Hawks Nest Tunnel

Montgomery News
June 26, 1936


Water Is Pouring Through
Gates at Rate of Billion
Gallons a Day


Will Stand About Two Weeks
Before Being Turned Into
Huge Turbines

Water pouring through valves at the rate of more than a billion gallons a day is slowly filling the giant Hawk's Nest Tunnel on the New River.

Chief Engineer O. M. Jones, of the Electro-Metallurgical Company, who will use the 167-foot drop in the three and a half mile long boring to give the water sufficient velocity to turn four turbines capable of generating 140,000 horsepower of electricity, said at the present rate it will take until about July 1st to fill the tunnel. He added:

"Then we will let the water stand a week or so, to make sure everything is all right before turning it into the hydro-electrical plant."

A long trail of litigation, investigation and engineering accomplishment preceded the moment when workmen slowly opened the by-passes in the steel gate at the upper end.

More than 5,000 men labored for 30 months boring through long stretches of silica rock on a straight line through the West Virginia mountains to eliminate a huge S curse in the river. Before the $4,000,000 project, which included construction of a dam at the upper end near the famous Hawk's Nest rock which is a tourist's visiting point, the federal government stepped in with the contention that it has jurisdiction over the river. The supreme court of the United States finally turned down the suit on a technicality.

Later, a declaration by the State that the tiny particles of dust flying from drills biting into the silica rock are a contributing cause to various illnesses was augmented by charges in congress that 476 workmen had died and 1,500 others were stricken with silicosis, a lung malady. The West Virginia legislature made silicosis a compensable disease.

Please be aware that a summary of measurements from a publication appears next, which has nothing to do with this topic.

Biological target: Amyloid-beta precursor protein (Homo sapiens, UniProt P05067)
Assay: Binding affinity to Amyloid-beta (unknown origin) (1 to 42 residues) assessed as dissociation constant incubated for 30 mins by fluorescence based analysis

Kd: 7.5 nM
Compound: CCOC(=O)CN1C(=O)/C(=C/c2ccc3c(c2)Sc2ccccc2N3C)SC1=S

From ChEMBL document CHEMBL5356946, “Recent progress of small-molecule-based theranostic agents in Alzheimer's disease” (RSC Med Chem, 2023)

The labor committee of the house has a resolution by Representative Vito Marcantonio, Republican, of New York, to investigate the working conditions. A sub-committee heard social workers and others who charged proper safety and ventilation measures were not taken by Rinehart and Dennis, Charlottesville, Va., contractors.

P. H. Faulconer, president of the firm, replied that the silicosis suits are "rackets," He added the company paid $170,000 to settle 300 cases out of court, and paid $166,000 to the state compensation fund although silicosis at that time did not come under the provisions of the law. He declared among 5.000 workmen, there were fewer deaths than there might be in a community of comparable size.

The state supreme court threw out 200 other suits.

Macantonio's charge that 169 workers were buried in a cornfield drew the reply from H. C. White, Summersville undertaker, that he had buried 27, all Negroes, in a private cemetery because there was none for Negroes in the community.

State officials declared the exact conditions probably never would be determined.


West Virginia Archives and History